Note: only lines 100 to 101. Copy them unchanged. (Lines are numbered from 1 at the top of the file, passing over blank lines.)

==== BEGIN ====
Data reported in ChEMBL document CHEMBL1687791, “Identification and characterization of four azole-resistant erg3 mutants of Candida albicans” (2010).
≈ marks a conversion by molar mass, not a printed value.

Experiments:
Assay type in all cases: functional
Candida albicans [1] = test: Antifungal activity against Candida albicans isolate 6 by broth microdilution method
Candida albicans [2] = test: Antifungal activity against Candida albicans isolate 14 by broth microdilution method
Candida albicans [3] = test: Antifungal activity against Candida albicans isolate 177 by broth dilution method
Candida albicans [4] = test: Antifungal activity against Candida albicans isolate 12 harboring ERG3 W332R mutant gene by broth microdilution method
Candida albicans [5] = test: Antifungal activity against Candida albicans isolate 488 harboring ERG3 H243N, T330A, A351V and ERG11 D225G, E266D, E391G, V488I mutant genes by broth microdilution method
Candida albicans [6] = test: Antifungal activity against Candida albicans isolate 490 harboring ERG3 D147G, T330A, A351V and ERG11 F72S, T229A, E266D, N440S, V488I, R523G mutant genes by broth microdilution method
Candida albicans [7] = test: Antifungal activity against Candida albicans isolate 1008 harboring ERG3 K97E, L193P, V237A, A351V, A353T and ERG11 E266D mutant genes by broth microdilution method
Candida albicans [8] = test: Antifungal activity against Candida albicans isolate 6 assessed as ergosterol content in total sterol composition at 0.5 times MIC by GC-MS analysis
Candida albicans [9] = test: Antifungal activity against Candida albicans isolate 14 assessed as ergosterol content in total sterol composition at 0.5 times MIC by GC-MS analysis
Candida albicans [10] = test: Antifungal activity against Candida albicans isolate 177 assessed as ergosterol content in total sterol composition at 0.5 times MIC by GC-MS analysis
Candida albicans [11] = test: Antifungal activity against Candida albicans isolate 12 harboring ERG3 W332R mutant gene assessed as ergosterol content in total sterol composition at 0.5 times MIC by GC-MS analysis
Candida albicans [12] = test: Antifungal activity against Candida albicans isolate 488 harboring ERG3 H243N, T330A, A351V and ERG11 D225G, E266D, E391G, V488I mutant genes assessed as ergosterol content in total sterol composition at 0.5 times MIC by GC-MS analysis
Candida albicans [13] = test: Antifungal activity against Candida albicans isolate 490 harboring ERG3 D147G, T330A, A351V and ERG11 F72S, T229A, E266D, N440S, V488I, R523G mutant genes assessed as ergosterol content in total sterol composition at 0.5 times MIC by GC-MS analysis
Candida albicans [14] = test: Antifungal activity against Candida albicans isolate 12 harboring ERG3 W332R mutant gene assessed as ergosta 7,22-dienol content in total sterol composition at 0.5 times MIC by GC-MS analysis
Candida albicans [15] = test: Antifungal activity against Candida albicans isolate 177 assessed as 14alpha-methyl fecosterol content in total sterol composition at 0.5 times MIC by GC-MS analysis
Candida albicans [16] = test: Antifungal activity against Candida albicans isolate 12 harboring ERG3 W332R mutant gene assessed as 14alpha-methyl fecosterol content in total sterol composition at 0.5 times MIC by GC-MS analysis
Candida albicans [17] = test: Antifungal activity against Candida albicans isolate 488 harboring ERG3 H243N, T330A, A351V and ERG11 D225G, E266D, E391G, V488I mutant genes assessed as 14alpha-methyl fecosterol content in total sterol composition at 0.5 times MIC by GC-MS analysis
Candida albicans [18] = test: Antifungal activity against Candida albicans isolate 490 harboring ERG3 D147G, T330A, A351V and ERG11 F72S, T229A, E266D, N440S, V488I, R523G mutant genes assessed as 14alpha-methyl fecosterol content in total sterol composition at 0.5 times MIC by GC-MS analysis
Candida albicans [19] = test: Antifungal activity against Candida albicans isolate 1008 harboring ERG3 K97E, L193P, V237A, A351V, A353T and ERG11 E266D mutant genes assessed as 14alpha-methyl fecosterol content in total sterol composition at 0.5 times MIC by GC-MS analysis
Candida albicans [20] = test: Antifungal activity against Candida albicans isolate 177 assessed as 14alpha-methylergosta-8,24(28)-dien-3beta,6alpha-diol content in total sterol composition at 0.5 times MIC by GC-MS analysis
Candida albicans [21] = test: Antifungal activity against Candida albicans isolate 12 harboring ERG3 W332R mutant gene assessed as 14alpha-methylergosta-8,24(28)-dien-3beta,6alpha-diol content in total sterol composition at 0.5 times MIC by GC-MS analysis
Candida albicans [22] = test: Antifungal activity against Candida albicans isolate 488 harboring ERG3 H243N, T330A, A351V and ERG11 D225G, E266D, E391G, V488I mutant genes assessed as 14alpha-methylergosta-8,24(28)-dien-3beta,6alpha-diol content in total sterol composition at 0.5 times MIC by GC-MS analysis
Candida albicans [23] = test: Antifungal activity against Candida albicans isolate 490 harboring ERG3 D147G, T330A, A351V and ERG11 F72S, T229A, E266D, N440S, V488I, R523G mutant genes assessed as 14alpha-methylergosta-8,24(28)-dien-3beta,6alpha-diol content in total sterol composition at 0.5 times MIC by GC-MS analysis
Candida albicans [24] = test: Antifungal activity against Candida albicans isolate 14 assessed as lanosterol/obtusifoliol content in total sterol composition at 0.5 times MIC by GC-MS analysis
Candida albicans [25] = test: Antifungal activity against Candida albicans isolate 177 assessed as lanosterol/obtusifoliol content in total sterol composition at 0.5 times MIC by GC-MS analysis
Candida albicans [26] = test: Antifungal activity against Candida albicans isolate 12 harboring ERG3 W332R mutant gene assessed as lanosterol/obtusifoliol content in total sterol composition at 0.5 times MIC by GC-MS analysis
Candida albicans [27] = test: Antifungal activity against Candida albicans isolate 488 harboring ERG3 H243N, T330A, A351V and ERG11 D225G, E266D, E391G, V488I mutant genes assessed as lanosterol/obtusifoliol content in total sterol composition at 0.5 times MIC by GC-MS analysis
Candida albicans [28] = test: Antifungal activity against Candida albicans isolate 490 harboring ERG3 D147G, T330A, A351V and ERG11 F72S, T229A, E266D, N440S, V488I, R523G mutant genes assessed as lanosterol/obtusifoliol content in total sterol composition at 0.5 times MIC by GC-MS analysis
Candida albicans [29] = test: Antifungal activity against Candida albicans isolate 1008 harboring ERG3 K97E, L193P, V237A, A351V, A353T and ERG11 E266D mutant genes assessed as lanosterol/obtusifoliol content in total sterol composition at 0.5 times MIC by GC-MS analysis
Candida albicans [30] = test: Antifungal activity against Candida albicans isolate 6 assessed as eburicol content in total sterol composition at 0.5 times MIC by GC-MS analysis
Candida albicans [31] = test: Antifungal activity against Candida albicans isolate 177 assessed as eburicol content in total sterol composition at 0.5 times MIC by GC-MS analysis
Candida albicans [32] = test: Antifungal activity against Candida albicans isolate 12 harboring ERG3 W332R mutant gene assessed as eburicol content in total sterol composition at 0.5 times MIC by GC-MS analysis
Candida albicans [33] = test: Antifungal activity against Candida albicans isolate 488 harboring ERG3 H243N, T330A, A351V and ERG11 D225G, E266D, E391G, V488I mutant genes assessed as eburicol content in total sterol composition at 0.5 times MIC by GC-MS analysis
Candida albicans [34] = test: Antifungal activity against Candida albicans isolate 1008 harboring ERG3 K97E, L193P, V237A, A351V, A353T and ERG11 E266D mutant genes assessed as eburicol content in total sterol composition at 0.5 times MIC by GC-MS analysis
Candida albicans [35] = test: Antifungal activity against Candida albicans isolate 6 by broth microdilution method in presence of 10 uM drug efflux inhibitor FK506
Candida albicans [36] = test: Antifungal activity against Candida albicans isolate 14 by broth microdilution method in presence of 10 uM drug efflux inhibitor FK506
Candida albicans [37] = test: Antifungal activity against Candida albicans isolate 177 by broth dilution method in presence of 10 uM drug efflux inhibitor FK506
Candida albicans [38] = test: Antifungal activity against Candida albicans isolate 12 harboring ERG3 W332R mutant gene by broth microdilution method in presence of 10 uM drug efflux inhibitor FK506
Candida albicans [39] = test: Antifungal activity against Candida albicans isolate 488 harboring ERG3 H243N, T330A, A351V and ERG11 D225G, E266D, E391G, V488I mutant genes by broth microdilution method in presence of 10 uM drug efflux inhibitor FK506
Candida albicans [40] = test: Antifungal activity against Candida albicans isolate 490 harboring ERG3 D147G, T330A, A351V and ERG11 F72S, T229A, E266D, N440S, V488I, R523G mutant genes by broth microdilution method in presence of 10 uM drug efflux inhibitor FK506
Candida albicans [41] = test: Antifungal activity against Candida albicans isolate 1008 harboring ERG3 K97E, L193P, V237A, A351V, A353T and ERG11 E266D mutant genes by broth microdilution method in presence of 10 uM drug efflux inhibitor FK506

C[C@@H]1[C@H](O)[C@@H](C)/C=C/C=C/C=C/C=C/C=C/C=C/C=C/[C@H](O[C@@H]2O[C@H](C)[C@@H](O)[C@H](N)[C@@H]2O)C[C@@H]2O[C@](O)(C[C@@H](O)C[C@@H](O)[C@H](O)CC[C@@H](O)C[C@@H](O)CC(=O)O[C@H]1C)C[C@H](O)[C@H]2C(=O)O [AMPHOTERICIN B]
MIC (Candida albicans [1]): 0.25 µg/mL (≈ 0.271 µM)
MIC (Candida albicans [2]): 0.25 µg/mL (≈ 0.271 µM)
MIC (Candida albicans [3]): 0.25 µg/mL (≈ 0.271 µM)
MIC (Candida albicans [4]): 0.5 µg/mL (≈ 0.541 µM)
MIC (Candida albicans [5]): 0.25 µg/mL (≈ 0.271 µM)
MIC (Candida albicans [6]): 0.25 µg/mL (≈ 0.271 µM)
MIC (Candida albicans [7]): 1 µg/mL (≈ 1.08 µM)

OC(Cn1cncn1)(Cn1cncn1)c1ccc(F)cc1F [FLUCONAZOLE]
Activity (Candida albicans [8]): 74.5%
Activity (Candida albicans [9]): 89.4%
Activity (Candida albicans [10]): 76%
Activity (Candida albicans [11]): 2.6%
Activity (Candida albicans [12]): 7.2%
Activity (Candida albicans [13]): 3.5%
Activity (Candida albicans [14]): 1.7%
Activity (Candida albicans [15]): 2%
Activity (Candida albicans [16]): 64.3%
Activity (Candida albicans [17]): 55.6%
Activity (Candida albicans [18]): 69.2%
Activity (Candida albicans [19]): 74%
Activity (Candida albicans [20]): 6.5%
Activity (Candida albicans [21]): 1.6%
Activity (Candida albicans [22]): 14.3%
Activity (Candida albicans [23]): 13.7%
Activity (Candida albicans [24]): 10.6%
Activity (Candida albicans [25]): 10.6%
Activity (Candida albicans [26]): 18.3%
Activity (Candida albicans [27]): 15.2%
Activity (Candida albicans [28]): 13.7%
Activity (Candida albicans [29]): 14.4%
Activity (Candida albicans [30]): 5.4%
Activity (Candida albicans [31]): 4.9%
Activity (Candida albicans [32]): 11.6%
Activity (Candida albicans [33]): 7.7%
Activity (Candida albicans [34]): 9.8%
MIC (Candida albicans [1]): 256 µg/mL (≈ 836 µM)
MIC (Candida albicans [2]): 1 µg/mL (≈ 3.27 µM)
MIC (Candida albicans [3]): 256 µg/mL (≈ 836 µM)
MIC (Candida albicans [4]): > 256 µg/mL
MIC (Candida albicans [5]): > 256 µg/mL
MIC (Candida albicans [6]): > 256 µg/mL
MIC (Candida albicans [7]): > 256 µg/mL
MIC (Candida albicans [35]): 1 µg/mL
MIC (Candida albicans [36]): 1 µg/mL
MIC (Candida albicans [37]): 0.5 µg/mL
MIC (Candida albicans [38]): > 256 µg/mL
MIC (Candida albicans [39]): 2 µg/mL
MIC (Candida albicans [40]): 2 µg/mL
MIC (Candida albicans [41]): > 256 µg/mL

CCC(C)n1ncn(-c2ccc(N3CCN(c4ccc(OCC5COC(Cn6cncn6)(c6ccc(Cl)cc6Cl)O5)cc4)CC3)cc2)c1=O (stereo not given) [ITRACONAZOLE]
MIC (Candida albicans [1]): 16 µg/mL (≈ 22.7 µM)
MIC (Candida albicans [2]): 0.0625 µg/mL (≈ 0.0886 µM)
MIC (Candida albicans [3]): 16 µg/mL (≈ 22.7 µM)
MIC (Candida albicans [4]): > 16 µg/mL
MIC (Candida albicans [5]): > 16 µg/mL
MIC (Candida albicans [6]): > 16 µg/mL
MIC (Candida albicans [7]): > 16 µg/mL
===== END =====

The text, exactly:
MIC (Candida albicans [4]): > 16 µg/mL
MIC (Candida albicans [5]): > 16 µg/mL